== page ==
Currently showing: Climate/natural disasters > Disaster risk


29 Oct 15 18:55

On November 2nd, 2012, the Star Ledger, one of New Jersey's largest newspapers, published the headline, "We Will Come Back." The article associated with the headline, written by Mark Di Ionno, describes why the Jersey Shore, and the state as a whole, had to recover from Hurricane Sandy. It had to come back, for financial reasons, cultural reasons and most importantly, emotional reasons.

It's now been three years since Hurricane Sandy made landfall and the Star Ledger published that article. Enough time has elapsed for the shock to wear off, and for homes, businesses and lives to be rebuilt. The shattered and collapsed homes that served as the subjects of the heartbreaking images of Sandy's devastation have been cleared, and new homes erected in their places.  The washed out Mantoloking Bridge, which became a symbol of Sandy's record-breaking storm surge, was repaired and fully operational by summer 2013.

Having grown up at the Jersey Shore, where my family owns a home to this day, as a qualified meteorologist, and as someone who works in the insurance industry, Hurricane Sandy hit home on multiple levels.  When I drive around there now, it's almost hard to believe that just three years ago, recovery of the area was a daunting and uncertain task. However, for all the new homes and repairs that have been undertaken since October 29, 2012, empty lots still remain. In Ortley Beach, oceanside blocks remain virtually empty, as the owners struggle with difficult financial decisions: Finance rebuilding on their own, wait for government support which is still pending, or sell the lots that once held the homes they so treasured. In Mantoloking, a single house sits on the beach, untouched and roped off since Hurricane Sandy; a constant, persistent reminder that we are not yet back 100%.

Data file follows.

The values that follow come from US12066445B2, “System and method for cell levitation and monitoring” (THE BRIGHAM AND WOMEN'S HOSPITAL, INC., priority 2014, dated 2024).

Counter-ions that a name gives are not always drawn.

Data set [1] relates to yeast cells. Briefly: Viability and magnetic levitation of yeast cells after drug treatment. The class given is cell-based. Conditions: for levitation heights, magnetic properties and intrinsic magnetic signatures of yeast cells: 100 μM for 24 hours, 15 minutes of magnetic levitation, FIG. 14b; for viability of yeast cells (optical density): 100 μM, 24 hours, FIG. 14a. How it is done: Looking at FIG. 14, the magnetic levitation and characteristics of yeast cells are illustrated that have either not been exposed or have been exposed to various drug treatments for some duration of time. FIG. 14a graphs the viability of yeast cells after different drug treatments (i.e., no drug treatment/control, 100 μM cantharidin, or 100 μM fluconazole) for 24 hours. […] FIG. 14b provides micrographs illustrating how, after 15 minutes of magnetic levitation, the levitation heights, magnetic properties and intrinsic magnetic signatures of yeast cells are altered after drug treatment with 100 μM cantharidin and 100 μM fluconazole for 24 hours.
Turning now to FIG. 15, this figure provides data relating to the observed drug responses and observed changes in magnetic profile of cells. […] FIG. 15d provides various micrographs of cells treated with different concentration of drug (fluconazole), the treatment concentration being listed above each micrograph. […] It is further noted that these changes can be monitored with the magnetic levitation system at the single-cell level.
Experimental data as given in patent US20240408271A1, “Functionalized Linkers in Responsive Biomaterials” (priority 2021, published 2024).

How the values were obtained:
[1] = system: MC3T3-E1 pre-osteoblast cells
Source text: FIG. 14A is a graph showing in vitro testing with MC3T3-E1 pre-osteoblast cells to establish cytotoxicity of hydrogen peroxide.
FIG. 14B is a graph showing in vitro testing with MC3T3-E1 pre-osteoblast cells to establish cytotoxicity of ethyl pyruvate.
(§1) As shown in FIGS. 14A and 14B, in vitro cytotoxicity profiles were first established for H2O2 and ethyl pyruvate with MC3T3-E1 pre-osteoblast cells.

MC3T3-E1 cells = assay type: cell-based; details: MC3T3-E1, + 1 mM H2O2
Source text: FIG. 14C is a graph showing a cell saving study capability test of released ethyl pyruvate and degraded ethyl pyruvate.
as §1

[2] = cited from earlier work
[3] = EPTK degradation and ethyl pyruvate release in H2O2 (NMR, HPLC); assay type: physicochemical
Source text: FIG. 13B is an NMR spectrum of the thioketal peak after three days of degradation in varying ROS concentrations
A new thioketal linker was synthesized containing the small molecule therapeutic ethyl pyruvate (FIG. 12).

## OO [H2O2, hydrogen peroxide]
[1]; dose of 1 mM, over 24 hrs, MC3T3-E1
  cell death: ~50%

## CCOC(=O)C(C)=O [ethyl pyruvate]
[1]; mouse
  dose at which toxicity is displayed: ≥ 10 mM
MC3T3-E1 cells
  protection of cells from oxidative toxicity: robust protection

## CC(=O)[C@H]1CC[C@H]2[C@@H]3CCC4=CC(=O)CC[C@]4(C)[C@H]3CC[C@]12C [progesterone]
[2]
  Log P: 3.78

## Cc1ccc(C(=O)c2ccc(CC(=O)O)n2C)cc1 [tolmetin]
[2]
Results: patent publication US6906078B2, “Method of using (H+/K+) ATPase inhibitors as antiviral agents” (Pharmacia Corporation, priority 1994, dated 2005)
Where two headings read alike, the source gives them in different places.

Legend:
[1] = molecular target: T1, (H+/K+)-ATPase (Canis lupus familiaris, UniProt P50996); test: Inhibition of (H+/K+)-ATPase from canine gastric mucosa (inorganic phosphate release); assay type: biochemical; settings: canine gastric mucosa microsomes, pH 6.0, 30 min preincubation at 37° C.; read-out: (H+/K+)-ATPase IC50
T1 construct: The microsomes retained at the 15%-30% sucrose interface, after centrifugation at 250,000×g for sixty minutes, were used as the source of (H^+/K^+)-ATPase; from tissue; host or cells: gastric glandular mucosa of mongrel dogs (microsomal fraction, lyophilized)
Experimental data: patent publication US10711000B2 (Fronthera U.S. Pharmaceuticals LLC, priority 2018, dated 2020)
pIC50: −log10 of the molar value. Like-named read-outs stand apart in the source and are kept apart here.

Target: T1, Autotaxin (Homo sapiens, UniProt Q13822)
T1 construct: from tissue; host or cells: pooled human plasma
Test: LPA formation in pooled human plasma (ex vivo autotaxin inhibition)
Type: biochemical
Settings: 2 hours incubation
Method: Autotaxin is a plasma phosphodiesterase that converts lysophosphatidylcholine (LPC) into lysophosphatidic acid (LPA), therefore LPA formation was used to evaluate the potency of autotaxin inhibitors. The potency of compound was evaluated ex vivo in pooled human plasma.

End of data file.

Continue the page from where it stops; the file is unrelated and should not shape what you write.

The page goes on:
The difficult road back that many have endured, or are still enduring, is simply a microcosm of the protection gap that is present across the globe for property risks. Risk perception, exclusions in current policies, basic insurance knowledge and reliance of post-event government financial relief are just a few of the factors that result in homeowners and business owners being inadequately insured against natural catastrophes. A new sigma publication by Swiss Re calculates that in the United States alone, the annual expected uninsured loss from natural catastrophes is on the order of USD 30 billion. Much of this gap is driven by low earthquake insurance penetration in California, where despite the high seismic risk, the take-up rate of earthquake insurance is only about 10%.

Inaccurate risk perception and insufficient insurance coverage leads to delayed recovery times and difficult decisions, often driven by financial strain, in the wake of natural catastrophes.  It's imperative that individuals understand their risks and protect themselves against extreme events, and that governments send accurate risk signals through strong regulatory frameworks, enforcement of building codes, and at times, purchasing their own insurance policies to transfer some of their own natural catastrophe risks to the private market. Otherwise, Hurricane Sandy will only happen again, and once again, the road back will be long.


Category: Climate/natural disasters: Disaster risk, Floods/storms, Resilience

Location: Lavallette, NJ, United States


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